You are better off in the center of the boat, and the lower the better. But for wind paddling, I believe it is best to keep the heavy end of the boat into the wind. With your bow in the air, you were like a weather vane, you being on the pointy end of the vane, it points upwind. Move around, and use ballast if you need to (five gallon bucket of water) so that you make the end pointing towards the wind the heavy end of the boat and you’ll fare much better.

There is also a huge difference in windy-day performance among canoes. I’m not familiar with yours, but had tried to paddle my large tandems in wind. I concluded it wasn’t possible and got a sea kayak. Subsequently, I paddled solo, flatwater boats such as the Dagger Rendevous and Wenonah Voyager and was impressed I could get them to go where I wanted in the wind.


I’ll second the comments of kayamedic and add one. There are several canoe symposia where a course called wind and waves is offered. There is nothing like hands on instruction to improve your paddling and have a great time as well. Check out LaLou just outside of New Orleans this March ( or a bit closer to home, the Adirondack Canoe Symposium (AFS) this July in Star Lake NY. There is also an excellent symposium a bit later in the season in Ohio (Midwest Freestyle Symposium). Info on all of them and more can be found at .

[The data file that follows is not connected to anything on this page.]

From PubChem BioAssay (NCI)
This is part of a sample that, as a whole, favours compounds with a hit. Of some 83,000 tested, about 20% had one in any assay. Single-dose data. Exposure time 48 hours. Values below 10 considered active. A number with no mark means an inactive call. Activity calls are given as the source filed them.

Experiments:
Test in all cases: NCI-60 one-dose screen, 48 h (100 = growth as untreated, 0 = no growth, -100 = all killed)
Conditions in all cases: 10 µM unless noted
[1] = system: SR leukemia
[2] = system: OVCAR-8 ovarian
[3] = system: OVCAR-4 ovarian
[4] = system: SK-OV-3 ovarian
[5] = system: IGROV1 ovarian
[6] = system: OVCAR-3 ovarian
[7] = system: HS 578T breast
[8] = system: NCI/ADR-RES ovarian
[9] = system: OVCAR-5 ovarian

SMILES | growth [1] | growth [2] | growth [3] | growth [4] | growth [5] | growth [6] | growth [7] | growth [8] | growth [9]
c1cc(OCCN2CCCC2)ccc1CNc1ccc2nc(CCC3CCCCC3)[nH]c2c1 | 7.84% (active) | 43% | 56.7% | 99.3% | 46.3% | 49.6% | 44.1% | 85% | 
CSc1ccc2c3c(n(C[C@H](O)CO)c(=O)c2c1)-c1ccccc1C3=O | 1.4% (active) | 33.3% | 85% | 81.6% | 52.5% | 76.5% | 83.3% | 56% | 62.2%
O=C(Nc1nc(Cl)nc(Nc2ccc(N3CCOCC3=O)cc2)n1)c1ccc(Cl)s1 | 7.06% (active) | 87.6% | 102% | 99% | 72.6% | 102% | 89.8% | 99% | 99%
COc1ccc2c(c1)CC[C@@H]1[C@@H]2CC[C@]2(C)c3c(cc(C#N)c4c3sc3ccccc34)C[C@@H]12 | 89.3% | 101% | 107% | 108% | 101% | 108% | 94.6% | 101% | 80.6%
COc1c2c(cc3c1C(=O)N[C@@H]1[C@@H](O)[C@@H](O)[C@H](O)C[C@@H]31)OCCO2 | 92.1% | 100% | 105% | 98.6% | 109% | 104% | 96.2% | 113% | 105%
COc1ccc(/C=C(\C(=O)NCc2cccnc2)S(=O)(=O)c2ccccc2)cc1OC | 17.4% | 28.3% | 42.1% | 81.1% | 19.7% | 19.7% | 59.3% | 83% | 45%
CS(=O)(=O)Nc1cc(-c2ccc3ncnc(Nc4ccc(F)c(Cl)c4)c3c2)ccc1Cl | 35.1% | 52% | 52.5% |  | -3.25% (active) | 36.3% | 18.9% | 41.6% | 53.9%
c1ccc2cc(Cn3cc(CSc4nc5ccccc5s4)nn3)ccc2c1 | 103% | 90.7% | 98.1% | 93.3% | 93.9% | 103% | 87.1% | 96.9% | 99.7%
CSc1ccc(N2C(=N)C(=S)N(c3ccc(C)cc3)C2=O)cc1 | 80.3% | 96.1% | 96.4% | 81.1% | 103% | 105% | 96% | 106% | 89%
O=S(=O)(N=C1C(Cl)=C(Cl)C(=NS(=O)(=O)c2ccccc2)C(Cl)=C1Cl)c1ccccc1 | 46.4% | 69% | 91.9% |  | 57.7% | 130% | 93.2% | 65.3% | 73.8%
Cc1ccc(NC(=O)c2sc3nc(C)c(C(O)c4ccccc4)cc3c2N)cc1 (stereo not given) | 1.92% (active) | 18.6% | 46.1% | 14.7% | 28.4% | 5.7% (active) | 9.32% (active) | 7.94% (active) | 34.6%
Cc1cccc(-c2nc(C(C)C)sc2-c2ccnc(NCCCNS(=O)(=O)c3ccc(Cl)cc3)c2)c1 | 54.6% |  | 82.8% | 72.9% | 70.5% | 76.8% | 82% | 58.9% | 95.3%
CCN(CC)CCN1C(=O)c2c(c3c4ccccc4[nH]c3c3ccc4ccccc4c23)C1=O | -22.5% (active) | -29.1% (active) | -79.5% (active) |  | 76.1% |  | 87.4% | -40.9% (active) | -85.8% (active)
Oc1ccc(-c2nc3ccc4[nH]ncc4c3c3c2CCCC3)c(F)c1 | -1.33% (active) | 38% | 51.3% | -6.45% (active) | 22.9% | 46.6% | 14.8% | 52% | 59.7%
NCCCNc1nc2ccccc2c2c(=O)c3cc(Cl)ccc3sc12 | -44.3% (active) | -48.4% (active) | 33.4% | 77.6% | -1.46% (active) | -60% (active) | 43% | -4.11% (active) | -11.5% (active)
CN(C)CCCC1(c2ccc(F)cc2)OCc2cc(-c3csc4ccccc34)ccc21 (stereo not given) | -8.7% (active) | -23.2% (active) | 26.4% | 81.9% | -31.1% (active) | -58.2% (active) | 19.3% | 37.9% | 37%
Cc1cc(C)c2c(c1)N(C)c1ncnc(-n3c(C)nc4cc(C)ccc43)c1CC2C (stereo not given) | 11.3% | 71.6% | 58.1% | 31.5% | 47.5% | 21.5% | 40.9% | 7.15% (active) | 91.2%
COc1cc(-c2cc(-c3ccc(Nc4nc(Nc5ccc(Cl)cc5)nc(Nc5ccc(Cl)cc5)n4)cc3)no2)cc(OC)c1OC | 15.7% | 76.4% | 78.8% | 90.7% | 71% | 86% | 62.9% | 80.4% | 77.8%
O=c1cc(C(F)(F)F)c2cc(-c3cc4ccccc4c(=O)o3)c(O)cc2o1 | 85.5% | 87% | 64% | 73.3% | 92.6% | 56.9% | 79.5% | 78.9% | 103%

Marc Ornstein

Dogpaddle Canoe Works

On your number 3:
yes but not if it is much more than 15MPH.

And what to do is let the land and Islands be your friends.

Stay on the Lake where the wind is off the land on your side.

To get there use bays and islands as much as possible.

Rudder strokes are good!

cheers, and happy new year,


there is quite a bit to this wind thing
Its a fun challenge if you can outwit the Venturi effect( between constrictions) and use wind shadows and wind ferries to your advantage.

Its amazing, after practice, how much progress you can make in big blows using these tactics.

Sometimes however you have to know when to give up and play another day.

Going upwind is safer than downwind.

Thank you for your thoughts